Preserving the Little Miami


By J. Alex Bieri



As we celebrate the 50th anniversary of the Scenic Rivers Act, The Little Miami stands out today as an example of the enduring beauty and complexity of our natural world and the continuing need to preserve it.

It was indeed the first of the now 209 American rivers designated by the U.S. Congress or the Secretary of the Interior as a National Wild and Scenic River. Near the headwaters of the river, the unique geological features along its corridor are part of The Clifton Gorge Nature Preserve, one of the most visited preserves in Ohio. There is a rich history surrounding this area, shaped by nature and adapted by people who were drawn to it.

The Clifton Gorge was carved out of bedrock by a prehistoric river of glacial melt-water. The layered rock, resulting from compressed sediment of ancient oceans, consists of hard Silurian dolomite that withstood the glacial waters only to cave in as the softer limestone and shale beneath were worn away. This process of erosion, sometimes referred to as “canyon cutting,” sculpted the cliffs for which the Village of Clifton and The Gorge are named.

Great civilizations such as the Hopewell Culture flourished throughout Ohio and the Little Miami River valley thousands of years ago. Artifacts of pottery, jewelry, tools, and artwork, and masterfully built burial mounds, offer a glimpse into a way of life rich with vibrant artistry and culture.

Other cultures emerged later to settle in the Clifton area. The dominant Shawnee tribe had many villages along the river. One popular story of Clifton folklore tells of a man named Cornelius Darnell who, as a member of Daniel Boone’s party of 28 men who had been captured by the Shawnee, made an escape. The ensuing chase ended at a narrow stretch of the gorge where Darnell leapt across the chasm, 22 feet wide, and scramble to safety. A marker is there at the site along the footpath to remember the occasion.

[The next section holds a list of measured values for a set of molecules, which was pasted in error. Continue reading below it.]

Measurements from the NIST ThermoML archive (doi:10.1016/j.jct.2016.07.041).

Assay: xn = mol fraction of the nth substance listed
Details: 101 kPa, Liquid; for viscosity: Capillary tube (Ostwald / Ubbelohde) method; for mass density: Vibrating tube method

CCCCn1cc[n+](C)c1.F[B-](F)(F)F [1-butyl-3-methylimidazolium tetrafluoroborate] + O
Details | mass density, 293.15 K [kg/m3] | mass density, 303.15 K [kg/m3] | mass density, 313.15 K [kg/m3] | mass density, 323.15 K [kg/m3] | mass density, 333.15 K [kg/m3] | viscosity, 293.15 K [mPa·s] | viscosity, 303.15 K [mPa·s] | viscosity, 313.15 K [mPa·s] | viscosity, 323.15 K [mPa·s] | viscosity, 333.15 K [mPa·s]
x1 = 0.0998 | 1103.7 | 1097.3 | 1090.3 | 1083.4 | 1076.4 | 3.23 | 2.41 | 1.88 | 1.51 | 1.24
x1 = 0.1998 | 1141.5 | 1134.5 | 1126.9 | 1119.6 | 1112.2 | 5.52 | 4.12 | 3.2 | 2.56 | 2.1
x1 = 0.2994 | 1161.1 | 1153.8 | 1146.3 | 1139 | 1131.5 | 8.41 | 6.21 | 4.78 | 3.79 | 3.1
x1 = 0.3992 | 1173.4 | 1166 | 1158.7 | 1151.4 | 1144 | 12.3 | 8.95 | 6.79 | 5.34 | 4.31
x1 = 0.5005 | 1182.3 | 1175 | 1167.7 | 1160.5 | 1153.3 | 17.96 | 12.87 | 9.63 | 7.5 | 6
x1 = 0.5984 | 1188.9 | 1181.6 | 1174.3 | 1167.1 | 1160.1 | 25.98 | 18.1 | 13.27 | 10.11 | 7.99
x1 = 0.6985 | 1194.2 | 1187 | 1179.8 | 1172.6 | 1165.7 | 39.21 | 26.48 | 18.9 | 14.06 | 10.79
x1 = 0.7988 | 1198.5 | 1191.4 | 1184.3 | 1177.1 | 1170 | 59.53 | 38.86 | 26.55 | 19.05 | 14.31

The narrows of the upper portion of the gorge produce an abundance of water power which was harnessed by the water wheels and turbines of the mills built by early industrialists who settled near the gGorge some 20 years after Darnell’s leap. The first mills were built by Owen Davis, the founder of Clifton, and his son-in-law Gen. Benjamin Whiteman. Col. Robert Patterson famously had a woolen mill that produced textiles for uniforms for Gen. Harrison’s army during the War of 1812. Patterson, a founder of Lexington and Cincinnati, was the grandfather of John H. Patterson, who started National Cash Register Company in Dayton, ushering in an era of ingenuity and technological advancements.

By the mid-19 century there were no less than five grist mills grinding wheat into flour, a paper mill, a saw mill, a woolen mill, and three distilleries along the gorge. The town of Clifton was at the time, bustling with stage coach travelers that frequented the general stores, the blacksmith shops, taverns, and the inn. Goods were run by wagon to and from the mills and hauled by mule teams to the rail station in neighboring Yellow Springs.

By the latter part of the century, having lost its bid for the Springfield-Xenia railroad to traverse the town, Clifton’s growth waned. And as water power gave way to the use of coal and petroleum energy, the river industries retreated into the mists of memory. The Clifton Mill, of the original Davis Mills, is the only mill still standing today and is a popular restaurant and is best known for the millions of Christmas lights on display during the holiday season, drawing visitors from far and near.

Shortly after the Little Miami’s designation under the Scenic Rivers Act of 1968, the Clifton Gorge was dedicated as a state nature preserve in 1970, in memory of the late John L. Rich, a noted geologist who helped establish the preserve comprised of 269 acres of riparian forest.

Despite the twists and turns of history, there is a stillness that permeates the gorge and seems to slow down time, a reminder as we look on with wonder as did those who came before us that a durable future requires an appreciation of that which gave rise to it.

By J. Alex Bieri

J. Alex Bieri is mayor of the Village of Clifton.

J. Alex Bieri is mayor of the Village of Clifton.